George J. Stigler, one of the most influential economists of the 20th century, won the Nobel Prize in Economic Sciences in 1982 “for his seminal studies of industrial structures, functioning of markets, and causes and effects of public regulation.” His research upended the idea that government regulation was effective at correcting private-market failures. Stigler introduced the idea of regulatory capture, in which regulators could be dominated by special interests. These regulators would work for the benefit of large, monied organizations rather than the public good. Catch up on ProMarket's coverage of his legacy.

The Mechanisms of Regulatory Capture

To mark the 50-year anniversary of George Stigler’s seminal piece, “The Theory of Economic Regulation” we are publishing a new eBook examining...

The Metaphysics of Regulatory Capture

Stiglerian capture and corrosive cultural capture, its left-leaning parallel, are ostensibly symbionts, two attempts at identifying impediments to keeping markets competitive by...

Assessing George Stigler’s Economic Theory of Regulation

Despite its flaws and limitations, Stigler’s seminal article on the theory of economic regulation remains an important piece of scholarship worthy of...

The Many Faces of Stigler’s Theory of Economic Regulation: Interest Group Politics Still Thrives—But Industry Often Comes Second

Stigler treats industry groups as the heavyweights in regulatory contests. But surprisingly often groups of farmers and workers knock them for a...

Event Notes: The Consumer Welfare Standard Is Dead, Long Live the Standard

It seems that the only thing academics and policymakers can agree about regarding the Consumer Welfare Standard is that it needs reforming. On April 22, Alden Abbott, Doha Mekki, Fiona Scott Morton, and Zephyr Teachout debated the meaning and future of the Consumer Welfare Standard in a panel moderated by Stigler Center’s Luigi Zingales. What if you were the antitrust queen or king for a day? What might your...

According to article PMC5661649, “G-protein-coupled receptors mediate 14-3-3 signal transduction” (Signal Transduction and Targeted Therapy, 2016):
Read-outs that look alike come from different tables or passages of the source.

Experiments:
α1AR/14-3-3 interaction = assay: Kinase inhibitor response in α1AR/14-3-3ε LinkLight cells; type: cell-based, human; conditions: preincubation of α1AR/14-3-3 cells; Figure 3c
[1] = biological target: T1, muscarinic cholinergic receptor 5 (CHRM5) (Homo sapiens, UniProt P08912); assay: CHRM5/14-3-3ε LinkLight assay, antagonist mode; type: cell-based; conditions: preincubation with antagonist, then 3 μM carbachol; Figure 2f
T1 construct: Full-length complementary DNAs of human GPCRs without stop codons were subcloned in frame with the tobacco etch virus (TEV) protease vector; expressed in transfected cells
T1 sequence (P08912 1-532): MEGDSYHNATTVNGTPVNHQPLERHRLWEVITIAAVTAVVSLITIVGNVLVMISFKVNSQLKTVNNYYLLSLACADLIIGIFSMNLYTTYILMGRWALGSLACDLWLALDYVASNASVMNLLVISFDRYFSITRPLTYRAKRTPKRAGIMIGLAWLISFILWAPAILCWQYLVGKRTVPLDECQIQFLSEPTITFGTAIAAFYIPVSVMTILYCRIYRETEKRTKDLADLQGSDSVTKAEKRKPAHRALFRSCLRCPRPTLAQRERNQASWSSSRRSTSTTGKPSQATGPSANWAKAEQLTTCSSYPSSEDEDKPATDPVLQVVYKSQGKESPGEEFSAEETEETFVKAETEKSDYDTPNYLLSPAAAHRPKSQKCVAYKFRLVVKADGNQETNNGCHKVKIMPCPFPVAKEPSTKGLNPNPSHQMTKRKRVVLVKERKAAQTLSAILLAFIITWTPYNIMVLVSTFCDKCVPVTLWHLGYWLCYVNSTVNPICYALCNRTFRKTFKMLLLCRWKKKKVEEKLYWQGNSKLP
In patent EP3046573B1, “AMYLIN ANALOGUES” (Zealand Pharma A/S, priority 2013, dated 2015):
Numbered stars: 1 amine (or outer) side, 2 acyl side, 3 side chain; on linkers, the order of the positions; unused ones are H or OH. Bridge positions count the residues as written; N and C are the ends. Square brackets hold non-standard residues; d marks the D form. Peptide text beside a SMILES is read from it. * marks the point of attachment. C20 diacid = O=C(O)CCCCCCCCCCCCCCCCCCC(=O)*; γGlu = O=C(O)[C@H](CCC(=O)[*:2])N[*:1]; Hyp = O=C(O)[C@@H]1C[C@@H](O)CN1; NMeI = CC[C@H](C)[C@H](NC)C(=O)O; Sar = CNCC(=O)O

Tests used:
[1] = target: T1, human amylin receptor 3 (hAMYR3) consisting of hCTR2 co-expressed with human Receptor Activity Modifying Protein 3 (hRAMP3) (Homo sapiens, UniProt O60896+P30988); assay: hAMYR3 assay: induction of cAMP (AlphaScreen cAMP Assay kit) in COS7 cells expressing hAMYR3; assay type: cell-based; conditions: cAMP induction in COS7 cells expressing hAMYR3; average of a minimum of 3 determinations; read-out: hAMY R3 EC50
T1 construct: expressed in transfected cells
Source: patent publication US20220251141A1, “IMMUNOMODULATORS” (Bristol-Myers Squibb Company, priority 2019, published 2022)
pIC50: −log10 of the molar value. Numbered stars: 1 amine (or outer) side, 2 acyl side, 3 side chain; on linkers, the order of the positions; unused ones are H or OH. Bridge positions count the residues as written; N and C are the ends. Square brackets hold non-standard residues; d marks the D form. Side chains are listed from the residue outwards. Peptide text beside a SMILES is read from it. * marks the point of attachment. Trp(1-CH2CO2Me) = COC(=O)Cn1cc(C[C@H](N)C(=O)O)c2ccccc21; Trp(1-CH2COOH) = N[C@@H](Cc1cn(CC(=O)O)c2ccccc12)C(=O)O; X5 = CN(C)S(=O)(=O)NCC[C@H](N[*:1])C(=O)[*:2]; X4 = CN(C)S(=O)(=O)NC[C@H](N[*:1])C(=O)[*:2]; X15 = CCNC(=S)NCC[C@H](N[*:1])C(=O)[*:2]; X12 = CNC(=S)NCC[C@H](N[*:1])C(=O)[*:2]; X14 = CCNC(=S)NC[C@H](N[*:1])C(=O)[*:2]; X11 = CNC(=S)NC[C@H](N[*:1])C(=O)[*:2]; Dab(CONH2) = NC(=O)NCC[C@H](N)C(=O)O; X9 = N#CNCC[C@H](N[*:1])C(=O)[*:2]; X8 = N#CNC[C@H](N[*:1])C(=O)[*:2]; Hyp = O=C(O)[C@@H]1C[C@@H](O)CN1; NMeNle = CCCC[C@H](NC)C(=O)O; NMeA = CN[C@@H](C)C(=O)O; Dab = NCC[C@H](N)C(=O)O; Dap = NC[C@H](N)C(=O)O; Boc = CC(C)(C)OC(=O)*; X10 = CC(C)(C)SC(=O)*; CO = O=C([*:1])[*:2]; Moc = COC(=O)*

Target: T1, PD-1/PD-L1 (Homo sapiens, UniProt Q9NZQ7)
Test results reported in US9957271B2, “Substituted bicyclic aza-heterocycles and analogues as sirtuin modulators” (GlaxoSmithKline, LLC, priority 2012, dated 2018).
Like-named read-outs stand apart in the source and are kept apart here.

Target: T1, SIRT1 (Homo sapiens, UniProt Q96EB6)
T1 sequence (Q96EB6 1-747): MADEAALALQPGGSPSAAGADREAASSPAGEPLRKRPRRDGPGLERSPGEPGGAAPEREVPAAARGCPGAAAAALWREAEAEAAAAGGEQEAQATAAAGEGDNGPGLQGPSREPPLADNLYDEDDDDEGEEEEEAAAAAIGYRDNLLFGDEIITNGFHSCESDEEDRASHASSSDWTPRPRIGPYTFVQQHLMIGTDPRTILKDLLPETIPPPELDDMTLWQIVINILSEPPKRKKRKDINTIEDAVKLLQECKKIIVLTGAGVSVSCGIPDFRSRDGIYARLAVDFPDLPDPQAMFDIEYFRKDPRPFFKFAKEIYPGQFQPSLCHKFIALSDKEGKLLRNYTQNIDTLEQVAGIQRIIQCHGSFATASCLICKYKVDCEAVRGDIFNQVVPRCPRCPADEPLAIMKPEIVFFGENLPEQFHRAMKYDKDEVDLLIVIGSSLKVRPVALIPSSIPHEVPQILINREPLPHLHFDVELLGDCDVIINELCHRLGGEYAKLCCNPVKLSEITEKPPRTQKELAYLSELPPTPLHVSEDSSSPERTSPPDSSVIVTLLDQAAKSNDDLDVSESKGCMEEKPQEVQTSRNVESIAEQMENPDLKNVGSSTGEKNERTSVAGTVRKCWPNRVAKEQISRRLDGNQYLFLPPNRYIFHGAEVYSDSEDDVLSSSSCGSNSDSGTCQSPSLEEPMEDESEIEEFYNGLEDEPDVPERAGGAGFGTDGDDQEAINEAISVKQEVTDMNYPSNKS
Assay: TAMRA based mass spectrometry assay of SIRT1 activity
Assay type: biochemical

Event Notes: How Will China Move on from the Covid-19 Pandemic?

Countries around the world have overseen wide-ranging public health responses to the Covid-19 pandemic. On June 10, the Stigler Center hosted a panel of experts to discuss China’s zero-Covid response to the pandemic and how it might...

Does Market Power Lead to Political Power?

A Stigler Center webinar explores what would be the foundations of a political and economic system that might be more resilient to pressure from powerful interests. Why has traditional...

How Wall Street Is Devastating Our National Security

Even the Pentagon now realizes that Wall Street’s insatiable appetite for easy profits and love of monopoly has become a clear and...

COLUMNS

The Complicated Legacy of the “Chicago Boys” in Chile

How did a group of Chicago-trained economists manage to turn Chile into the cradle of neoliberalism? As the country aims to move...

GameStop, the Cantillon Effect, and America’s Corrupt Financial Plumbing

The GameStop frenzy, far from a morality tale of the people showing up Wall Street elites, should show that something is seriously...

How Should We Finance Higher Education If Not Through Student Debt? A New Capitalisn’t Episode

In a new episode of Capitalisn’t, Luigi Zingales and Bethany McLean take a look at the student debt crisis: How did we...

Bethany McLean’s Weekend Reading List: Nursing Homes, the World’s Largest Pension Fund, and Our Make-Believe Economy

Corruption, lobbying, corporate malfeasance, and frauds: a weekly unconventional selection of must-read articles by investigative journalist Bethany McLean.